Linked by Thom Holwerda on Mon 12th May 2014 23:47 UTC
Internet & Networking

For years, the US government loudly warned the world that Chinese routers and other internet devices pose a "threat" because they are built with backdoor surveillance functionality that gives the Chinese government the ability to spy on anyone using them. Yet what the NSA's documents show is that Americans have been engaged in precisely the activity that the US accused the Chinese of doing.

What surprises me the most is that there are still people who are surprised by this.

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What's important here is now the scope. What are the NSA doing, how are they doing it, and what's the extent of the damage to the internet, and how do we move forward. Many members of OSNews are software developers, and we've gotten ourselves into this position by not taking security seriously (sometimes in OS design, protocols, or the internet!) This is not the time to talk about surprise, it's time to take stock and actually talk about and build the solutions to this mess.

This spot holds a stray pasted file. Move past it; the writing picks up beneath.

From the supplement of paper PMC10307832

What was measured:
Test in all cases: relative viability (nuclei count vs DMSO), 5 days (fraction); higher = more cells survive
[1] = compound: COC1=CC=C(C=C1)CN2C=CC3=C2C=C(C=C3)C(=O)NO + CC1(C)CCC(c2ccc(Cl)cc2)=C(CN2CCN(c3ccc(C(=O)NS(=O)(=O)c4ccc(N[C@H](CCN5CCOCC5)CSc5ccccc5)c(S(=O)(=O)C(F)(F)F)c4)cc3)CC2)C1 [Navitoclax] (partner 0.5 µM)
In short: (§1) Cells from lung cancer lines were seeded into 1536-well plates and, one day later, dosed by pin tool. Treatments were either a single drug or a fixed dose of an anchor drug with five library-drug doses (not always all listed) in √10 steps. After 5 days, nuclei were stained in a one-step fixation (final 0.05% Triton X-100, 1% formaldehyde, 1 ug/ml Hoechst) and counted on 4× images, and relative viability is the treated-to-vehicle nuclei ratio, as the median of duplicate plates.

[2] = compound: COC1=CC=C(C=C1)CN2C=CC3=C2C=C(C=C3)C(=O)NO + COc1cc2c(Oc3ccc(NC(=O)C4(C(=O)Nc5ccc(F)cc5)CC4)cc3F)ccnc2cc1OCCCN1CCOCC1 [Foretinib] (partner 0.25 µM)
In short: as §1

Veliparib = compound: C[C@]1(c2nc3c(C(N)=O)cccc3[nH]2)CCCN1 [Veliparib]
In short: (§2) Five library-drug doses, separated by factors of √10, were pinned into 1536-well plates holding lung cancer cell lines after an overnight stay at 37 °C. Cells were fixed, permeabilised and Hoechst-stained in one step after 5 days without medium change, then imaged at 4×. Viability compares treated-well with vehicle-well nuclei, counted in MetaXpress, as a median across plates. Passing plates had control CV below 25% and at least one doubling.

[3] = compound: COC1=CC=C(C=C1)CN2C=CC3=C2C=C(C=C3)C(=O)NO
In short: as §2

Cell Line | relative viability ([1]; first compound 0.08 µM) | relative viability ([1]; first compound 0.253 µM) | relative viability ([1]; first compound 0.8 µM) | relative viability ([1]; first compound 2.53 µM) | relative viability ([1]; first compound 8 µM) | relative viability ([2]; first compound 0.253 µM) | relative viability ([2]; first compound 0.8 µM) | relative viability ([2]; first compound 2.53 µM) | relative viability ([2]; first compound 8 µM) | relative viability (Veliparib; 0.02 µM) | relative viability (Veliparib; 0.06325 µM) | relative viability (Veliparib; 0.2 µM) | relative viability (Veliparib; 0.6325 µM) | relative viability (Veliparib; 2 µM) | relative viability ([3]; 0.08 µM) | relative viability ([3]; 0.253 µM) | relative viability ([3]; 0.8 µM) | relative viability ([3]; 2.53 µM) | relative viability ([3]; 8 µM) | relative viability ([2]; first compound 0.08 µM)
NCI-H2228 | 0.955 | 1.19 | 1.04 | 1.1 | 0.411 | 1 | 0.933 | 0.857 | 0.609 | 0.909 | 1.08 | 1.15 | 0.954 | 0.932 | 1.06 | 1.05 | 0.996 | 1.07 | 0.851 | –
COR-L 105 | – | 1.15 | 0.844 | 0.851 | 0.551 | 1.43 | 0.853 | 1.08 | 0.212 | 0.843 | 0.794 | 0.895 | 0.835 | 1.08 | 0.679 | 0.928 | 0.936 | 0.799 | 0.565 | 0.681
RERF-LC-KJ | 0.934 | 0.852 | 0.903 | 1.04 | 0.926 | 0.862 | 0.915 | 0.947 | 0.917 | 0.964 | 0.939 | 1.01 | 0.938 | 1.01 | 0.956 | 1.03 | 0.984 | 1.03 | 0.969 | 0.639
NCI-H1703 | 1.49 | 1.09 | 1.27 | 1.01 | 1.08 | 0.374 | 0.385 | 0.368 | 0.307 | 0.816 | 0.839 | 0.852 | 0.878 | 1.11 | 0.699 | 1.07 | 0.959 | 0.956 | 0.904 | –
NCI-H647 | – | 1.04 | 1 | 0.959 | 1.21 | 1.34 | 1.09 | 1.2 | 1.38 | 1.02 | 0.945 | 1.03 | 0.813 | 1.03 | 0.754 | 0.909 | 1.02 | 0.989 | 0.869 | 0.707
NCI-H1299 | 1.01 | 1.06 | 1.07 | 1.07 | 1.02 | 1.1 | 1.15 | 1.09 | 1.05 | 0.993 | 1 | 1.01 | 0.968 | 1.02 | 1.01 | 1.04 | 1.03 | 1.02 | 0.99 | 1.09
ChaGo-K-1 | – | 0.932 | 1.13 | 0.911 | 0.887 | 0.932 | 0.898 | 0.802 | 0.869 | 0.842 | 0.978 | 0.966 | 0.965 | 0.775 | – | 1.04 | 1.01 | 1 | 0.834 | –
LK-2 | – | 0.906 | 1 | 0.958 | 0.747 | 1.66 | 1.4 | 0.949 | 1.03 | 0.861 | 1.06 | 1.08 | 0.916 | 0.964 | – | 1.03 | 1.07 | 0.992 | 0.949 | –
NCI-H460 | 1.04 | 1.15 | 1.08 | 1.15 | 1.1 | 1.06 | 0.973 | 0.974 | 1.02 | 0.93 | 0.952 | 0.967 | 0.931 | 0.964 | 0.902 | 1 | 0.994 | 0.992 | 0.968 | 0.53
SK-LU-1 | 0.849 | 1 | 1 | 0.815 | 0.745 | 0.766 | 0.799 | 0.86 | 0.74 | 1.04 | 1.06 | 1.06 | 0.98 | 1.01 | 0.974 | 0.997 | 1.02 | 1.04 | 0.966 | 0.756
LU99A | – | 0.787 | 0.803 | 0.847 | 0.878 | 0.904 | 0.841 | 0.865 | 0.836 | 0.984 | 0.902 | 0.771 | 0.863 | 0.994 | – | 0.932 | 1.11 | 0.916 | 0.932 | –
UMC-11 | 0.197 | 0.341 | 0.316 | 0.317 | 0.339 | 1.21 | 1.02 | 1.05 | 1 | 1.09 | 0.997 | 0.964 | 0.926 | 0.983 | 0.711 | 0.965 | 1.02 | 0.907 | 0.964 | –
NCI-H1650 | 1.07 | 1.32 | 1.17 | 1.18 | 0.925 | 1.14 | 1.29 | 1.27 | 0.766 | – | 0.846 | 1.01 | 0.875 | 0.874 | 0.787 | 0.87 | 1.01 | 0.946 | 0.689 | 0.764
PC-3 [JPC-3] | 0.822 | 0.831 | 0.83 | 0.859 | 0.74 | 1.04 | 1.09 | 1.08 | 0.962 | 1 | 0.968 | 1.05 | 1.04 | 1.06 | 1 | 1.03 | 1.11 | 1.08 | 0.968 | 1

I agree with you. In my mind the problem isn't the lack of solutions, it's that the behemoth corporations like google, microsoft, facebook, etc continue to push for poor security designs that keep *centralized* control over all our data. This model is inherently broken in terms of privacy. Developers could improve the privacy of most services by decentralizing them and keeping the data encrypted from the service providers themselves. Companies like Google know this very well, but fixing it would negatively impact their ability to datamine our information and to serve us ads. This is a major conflict of interest with respect to user privacy, and realistically few corporations are principled enough to promote the cryptographically private solutions that would give themselves the boot.

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